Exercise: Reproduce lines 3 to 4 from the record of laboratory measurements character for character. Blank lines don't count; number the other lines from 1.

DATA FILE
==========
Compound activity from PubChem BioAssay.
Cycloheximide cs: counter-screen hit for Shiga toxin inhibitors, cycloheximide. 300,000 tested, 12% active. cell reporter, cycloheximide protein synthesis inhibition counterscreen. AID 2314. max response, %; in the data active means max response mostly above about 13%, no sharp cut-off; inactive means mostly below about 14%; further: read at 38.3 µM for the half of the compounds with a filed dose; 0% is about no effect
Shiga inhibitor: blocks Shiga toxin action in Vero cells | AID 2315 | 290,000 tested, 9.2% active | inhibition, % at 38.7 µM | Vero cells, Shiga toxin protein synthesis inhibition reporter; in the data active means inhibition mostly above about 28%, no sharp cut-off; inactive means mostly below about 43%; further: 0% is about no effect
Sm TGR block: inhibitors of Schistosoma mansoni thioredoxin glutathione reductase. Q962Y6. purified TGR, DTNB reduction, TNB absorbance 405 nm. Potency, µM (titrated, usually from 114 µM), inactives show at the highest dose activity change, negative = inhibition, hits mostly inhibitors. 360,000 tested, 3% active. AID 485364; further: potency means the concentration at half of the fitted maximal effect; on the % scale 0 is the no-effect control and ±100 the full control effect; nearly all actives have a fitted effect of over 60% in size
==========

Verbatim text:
Shiga inhibitor: blocks Shiga toxin action in Vero cells | AID 2315 | 290,000 tested, 9.2% active | inhibition, % at 38.7 µM | Vero cells, Shiga toxin protein synthesis inhibition reporter; in the data active means inhibition mostly above about 28%, no sharp cut-off; inactive means mostly below about 43%; further: 0% is about no effect
Sm TGR block: inhibitors of Schistosoma mansoni thioredoxin glutathione reductase. Q962Y6. purified TGR, DTNB reduction, TNB absorbance 405 nm. Potency, µM (titrated, usually from 114 µM), inactives show at the highest dose activity change, negative = inhibition, hits mostly inhibitors. 360,000 tested, 3% active. AID 485364; further: potency means the concentration at half of the fitted maximal effect; on the % scale 0 is the no-effect control and ±100 the full control effect; nearly all actives have a fitted effect of over 60% in size